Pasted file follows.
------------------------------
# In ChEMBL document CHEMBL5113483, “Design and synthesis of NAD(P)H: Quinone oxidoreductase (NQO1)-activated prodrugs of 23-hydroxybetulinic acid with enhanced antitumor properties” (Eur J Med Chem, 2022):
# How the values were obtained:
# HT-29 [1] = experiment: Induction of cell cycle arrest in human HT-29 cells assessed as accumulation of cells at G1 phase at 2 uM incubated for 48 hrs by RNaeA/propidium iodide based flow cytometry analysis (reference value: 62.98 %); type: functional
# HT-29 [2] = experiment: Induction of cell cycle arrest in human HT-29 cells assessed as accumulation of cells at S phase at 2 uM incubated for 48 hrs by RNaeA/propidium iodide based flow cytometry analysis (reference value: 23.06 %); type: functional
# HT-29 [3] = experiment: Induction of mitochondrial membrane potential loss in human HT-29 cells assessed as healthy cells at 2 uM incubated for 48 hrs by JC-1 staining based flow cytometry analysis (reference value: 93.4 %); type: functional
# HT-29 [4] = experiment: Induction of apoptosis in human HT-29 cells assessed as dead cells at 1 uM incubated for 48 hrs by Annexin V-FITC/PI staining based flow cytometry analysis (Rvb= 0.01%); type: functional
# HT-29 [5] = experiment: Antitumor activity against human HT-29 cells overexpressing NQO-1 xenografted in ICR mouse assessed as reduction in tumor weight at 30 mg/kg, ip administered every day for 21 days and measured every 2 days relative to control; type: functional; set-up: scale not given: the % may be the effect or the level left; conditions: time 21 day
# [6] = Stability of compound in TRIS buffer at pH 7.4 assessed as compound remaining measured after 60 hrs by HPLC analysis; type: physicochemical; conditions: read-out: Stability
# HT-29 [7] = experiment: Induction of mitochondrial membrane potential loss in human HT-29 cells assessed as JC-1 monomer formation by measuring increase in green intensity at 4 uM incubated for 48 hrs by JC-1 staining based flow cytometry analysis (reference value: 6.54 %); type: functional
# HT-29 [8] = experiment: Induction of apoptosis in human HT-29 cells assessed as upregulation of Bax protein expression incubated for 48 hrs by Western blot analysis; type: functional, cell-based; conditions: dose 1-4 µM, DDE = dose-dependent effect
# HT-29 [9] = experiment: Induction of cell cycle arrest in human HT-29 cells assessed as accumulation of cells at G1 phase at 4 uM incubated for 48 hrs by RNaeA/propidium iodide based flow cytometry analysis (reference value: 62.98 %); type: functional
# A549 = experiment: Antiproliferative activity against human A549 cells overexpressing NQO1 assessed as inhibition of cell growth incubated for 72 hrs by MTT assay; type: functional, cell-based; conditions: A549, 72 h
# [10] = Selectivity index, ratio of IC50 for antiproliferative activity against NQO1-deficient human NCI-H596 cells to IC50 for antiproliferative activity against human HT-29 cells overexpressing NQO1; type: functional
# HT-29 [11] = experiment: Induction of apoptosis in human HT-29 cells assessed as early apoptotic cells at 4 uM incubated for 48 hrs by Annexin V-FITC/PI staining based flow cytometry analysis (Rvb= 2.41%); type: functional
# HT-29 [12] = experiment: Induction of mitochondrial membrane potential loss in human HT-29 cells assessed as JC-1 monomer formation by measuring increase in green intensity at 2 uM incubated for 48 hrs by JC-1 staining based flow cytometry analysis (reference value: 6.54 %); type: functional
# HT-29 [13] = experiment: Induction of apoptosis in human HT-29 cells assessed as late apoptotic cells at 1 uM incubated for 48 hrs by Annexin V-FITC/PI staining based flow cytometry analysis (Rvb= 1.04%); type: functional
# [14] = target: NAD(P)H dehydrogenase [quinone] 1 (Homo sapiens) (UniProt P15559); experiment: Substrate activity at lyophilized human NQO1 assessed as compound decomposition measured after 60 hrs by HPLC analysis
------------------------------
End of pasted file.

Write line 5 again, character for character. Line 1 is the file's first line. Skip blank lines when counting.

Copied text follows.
# HT-29 [3] = experiment: Induction of mitochondrial membrane potential loss in human HT-29 cells assessed as healthy cells at 2 uM incubated for 48 hrs by JC-1 staining based flow cytometry analysis (reference value: 93.4 %); type: functional